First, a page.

She was by the good Oz sire Sir Hercules, with the rest of her lines consisting of lots of Brit horses with a good representation of Australian blood thanks to her dam Vanity.
We next skip ahead to the 1877 winner Chester.
We mentioned the versatility of gallopers in the 19th century. Chester not only won the Melbourne Cup at 3200 metres but won as far out as 4800 metres.
His form line was 30 jumps for 19 wins and 8 placings. Some of his dominant wins were two each for the AJC Spring Stakes and the Melbourne Stakes.
Chester was the leading sire in Australia for 1888, 1890, 1892 and 1893. Those final two came after Chester died from a ruptured bowel in 1891.
One of his offspring named Abercorn was good enough to beat the mighty Carbine. Chester’s output supplied 26 stakewinners for 104 stakeswins.
There was a dead heat in the race in 1880 that found Geraldine and Kamilaroi sharing the win.
Geraldine was by the same sire, Yattendon, that was responsible for Chester. The other winner, Kamilaroi, was also a mare. Neither of the two was exceptional in any way, except for dead heating in a big race.
The racing history of the Sires’ Produce Stakes took an odd turn that found the race not being held from 1984 through 1904. Eleven jumps were skipped.
The next good winner to appeal to us was Prince Foote from 1909.
Prince Foote, like many gallopers from that era, was entirely northern hemisphere in his lines, specifically Great Britain. Described by people of the time as diminutive, Prince Foote was the biggest of all when he won the 1909 Melbourne Cup as a three-year-old.
His form line of 22 jumps for 11 wins and five placings reveals his talent.
We count his major race win tally as being nine top races, including the 1909 Victoria Derby and the 1909 AJC Derby. He was limited to 19 named progeny, but aside for a few that won the occasional major race, none of his offspring equaled him as racers.
Another better type appears as the winner in 1931.
It was Ammon Ra, a New Zealand foaled gelding that made 29 jumps for 17 wins and 5 placings. He had seven major wins in 1931 and five in 1932. Some of his wins were the Futurity Stakes, Rawson Stakes and the Chipping Norton Stakes.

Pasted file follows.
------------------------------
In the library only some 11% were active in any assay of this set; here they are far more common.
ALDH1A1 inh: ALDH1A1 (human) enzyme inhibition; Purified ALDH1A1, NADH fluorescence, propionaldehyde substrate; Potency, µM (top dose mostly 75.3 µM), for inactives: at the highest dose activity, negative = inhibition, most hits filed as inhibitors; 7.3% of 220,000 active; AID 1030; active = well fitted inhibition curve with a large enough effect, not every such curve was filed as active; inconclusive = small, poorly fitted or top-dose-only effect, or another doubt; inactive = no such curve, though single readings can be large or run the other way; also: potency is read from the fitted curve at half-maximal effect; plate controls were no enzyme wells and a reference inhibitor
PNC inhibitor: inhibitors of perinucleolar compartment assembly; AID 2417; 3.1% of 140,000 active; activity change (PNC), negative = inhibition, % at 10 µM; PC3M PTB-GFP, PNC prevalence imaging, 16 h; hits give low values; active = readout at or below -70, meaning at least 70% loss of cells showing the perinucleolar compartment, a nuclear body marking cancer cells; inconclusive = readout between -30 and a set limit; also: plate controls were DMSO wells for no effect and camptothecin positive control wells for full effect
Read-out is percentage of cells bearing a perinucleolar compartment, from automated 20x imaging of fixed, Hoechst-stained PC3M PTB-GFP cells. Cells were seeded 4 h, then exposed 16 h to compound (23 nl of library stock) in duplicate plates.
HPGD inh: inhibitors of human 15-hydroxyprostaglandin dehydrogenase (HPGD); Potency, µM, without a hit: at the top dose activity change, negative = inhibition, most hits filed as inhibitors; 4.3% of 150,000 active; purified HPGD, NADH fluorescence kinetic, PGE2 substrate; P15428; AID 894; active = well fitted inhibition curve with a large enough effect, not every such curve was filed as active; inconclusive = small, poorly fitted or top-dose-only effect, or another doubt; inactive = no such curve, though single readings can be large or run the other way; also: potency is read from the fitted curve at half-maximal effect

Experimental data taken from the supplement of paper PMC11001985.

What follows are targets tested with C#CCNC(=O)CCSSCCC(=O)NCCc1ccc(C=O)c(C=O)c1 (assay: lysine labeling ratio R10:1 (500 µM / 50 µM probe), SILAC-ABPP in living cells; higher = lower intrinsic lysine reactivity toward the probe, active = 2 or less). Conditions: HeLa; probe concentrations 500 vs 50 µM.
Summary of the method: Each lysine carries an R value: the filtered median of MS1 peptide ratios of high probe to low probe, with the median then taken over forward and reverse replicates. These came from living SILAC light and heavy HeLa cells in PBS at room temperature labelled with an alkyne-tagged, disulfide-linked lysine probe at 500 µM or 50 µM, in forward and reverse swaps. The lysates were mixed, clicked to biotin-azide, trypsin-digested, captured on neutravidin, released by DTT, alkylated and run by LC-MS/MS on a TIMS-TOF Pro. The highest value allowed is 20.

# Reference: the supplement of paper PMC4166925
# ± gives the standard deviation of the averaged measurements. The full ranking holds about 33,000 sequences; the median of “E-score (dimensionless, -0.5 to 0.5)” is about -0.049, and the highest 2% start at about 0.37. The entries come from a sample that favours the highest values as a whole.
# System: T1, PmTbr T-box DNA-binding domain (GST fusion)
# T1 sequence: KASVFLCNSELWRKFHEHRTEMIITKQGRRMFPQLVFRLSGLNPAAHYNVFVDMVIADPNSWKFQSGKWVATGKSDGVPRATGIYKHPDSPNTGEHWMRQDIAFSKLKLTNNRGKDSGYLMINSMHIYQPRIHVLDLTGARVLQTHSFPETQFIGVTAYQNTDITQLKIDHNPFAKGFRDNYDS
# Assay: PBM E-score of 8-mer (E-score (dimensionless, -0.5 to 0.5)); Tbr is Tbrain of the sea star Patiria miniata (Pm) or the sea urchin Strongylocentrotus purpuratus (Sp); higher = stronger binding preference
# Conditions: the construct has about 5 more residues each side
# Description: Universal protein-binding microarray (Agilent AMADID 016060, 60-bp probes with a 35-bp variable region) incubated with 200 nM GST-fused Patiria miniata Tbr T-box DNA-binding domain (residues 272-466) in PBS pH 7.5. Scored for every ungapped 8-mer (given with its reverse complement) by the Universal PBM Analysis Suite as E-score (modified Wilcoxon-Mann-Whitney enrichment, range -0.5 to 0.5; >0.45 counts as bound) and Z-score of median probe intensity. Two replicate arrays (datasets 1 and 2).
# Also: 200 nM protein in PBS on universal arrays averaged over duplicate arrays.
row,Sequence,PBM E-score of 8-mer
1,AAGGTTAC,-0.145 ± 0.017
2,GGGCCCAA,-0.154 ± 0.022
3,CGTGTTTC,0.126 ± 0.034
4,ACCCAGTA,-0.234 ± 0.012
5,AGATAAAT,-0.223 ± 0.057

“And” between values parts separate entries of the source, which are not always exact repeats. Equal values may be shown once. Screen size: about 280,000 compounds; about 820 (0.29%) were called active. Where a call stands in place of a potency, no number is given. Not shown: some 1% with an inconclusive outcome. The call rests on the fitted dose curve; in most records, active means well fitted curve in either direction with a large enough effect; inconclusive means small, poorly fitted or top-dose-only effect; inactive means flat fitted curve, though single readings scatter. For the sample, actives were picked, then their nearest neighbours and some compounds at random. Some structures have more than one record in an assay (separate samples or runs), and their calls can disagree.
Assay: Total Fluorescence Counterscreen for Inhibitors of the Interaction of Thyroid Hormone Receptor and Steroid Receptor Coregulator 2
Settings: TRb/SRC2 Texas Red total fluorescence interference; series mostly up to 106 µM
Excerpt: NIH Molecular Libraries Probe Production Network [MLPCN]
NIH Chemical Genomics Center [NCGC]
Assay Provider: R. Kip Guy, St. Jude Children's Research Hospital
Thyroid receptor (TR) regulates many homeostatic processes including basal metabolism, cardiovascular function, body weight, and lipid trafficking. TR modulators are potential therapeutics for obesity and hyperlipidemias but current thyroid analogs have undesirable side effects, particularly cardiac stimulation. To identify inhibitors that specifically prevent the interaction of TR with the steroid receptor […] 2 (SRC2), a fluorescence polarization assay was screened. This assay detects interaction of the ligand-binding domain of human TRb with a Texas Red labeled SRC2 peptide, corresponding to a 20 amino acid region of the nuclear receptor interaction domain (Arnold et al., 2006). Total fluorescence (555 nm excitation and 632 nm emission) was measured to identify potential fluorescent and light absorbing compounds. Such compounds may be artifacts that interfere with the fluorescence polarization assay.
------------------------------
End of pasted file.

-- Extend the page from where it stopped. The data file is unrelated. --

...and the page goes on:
Ammon Ra beat the legendary Nightmarch in the Rawson and Chipping Norton Stakes, just to supply some measure of comparison. Those race wins were in races we might have expected to find Phar Lap, but Phar Lap was either not in those races with Ammon Ra, or if he was, he did not place, which is hard to accept.
This was a golden period for the Sires’ Produce Stakes, as the next several jumps brought with them some of the better racers in Australian Thoroughbred racing history.
The 1933 winner was Hallmark.
In his prime years of 1933 through 1935, Hall Mark won 16 major races (two Underwood Stakes), including the grand prize of the 1933 Melbourne Cup. He made 52 jumps for 18 wins and 25 placings.
Hall Mark had Heroic for his sire and the lines on the side of his dam Herowinkle contains names such as Carbine, The Welkin and Musket – sort of the royal family if you will. He did not have his “A” game when he went up against the giants of his era, including Peter Pan and Rogilla, but he did beat Rogilla when finishing second to Chatham in the 1932 Cox Plate.
His stud output, given his racing credentials, was not exceptional, but his racing does account for his induction into the Australian Racing Hall of Fame in 2019.
It is with some reluctance that we realize that our space constraints force us to skip three consecutive legends that won the race from 1935 through 1937.
They must be listed, though, and they were Young Idea (1935 Sires’, 1936, 1937 Cox Plates), Gold Rod (1936) that won extensively as late as 1940 and Ajax (1937). None of these were as good at stud as they were at racing, but Ajax produced many foals and there is no doubt that some of them contributed to the sport.
We have written extensively about all three, so we will just acknowledge them here before moving on to the 1941 winner, Yaralla.
Yaralla was the winner in 1941.
To win the 1942 All-Aged Stakes, he beat High Caste into third place. His stud career was brief, just 12 named foals, with 11 of those being fillies.
Shannon was the remarkable stallion that won the race in 1944. After winning nine major races in Australia, including two George Main Stakes, he shipped to the U.S. and won big races there in 1948.
Shannon was a prolific sire with 34 stakes winners, although number 34 earned only $180. What we saw that really shocked us was that some of Shannon’s offspring made well over 100 jumps, including a U.S. galloper that made a mind-boggling 309 jumps!